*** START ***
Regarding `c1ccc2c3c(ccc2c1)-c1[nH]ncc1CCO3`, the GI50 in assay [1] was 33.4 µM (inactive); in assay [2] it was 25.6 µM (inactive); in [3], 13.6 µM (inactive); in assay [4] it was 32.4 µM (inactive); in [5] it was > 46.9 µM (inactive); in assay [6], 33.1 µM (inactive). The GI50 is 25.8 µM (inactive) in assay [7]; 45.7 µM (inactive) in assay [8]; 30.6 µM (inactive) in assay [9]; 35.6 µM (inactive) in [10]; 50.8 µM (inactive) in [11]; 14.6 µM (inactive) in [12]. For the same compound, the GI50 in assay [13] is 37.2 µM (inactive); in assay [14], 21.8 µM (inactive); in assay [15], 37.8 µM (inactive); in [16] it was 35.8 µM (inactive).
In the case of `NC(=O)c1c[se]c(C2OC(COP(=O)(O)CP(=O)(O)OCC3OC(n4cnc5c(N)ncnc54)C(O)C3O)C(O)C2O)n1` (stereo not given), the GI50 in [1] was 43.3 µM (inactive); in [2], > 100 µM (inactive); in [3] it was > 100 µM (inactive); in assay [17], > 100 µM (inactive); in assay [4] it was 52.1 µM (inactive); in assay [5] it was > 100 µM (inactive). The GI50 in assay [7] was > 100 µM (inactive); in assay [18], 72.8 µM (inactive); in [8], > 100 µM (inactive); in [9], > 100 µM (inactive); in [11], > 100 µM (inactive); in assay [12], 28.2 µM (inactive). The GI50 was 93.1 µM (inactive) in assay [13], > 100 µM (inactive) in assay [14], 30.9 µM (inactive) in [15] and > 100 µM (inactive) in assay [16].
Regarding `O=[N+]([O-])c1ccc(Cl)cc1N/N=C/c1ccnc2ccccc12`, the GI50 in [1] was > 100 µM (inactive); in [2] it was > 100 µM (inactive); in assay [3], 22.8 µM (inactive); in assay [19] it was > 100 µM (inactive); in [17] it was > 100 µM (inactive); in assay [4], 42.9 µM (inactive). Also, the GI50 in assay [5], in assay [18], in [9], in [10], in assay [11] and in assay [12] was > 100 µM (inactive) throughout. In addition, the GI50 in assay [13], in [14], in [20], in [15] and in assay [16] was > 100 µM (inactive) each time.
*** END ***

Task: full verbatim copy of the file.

Regarding `c1ccc2c3c(ccc2c1)-c1[nH]ncc1CCO3`, the GI50 in assay [1] was 33.4 µM (inactive); in assay [2] it was 25.6 µM (inactive); in [3], 13.6 µM (inactive); in assay [4] it was 32.4 µM (inactive); in [5] it was > 46.9 µM (inactive); in assay [6], 33.1 µM (inactive). The GI50 is 25.8 µM (inactive) in assay [7]; 45.7 µM (inactive) in assay [8]; 30.6 µM (inactive) in assay [9]; 35.6 µM (inactive) in [10]; 50.8 µM (inactive) in [11]; 14.6 µM (inactive) in [12]. For the same compound, the GI50 in assay [13] is 37.2 µM (inactive); in assay [14], 21.8 µM (inactive); in assay [15], 37.8 µM (inactive); in [16] it was 35.8 µM (inactive).
In the case of `NC(=O)c1c[se]c(C2OC(COP(=O)(O)CP(=O)(O)OCC3OC(n4cnc5c(N)ncnc54)C(O)C3O)C(O)C2O)n1` (stereo not given), the GI50 in [1] was 43.3 µM (inactive); in [2], > 100 µM (inactive); in [3] it was > 100 µM (inactive); in assay [17], > 100 µM (inactive); in assay [4] it was 52.1 µM (inactive); in assay [5] it was > 100 µM (inactive). The GI50 in assay [7] was > 100 µM (inactive); in assay [18], 72.8 µM (inactive); in [8], > 100 µM (inactive); in [9], > 100 µM (inactive); in [11], > 100 µM (inactive); in assay [12], 28.2 µM (inactive). The GI50 was 93.1 µM (inactive) in assay [13], > 100 µM (inactive) in assay [14], 30.9 µM (inactive) in [15] and > 100 µM (inactive) in assay [16].
Regarding `O=[N+]([O-])c1ccc(Cl)cc1N/N=C/c1ccnc2ccccc12`, the GI50 in [1] was > 100 µM (inactive); in [2] it was > 100 µM (inactive); in assay [3], 22.8 µM (inactive); in assay [19] it was > 100 µM (inactive); in [17] it was > 100 µM (inactive); in assay [4], 42.9 µM (inactive). Also, the GI50 in assay [5], in assay [18], in [9], in [10], in assay [11] and in assay [12] was > 100 µM (inactive) throughout. In addition, the GI50 in assay [13], in [14], in [20], in [15] and in assay [16] was > 100 µM (inactive) each time.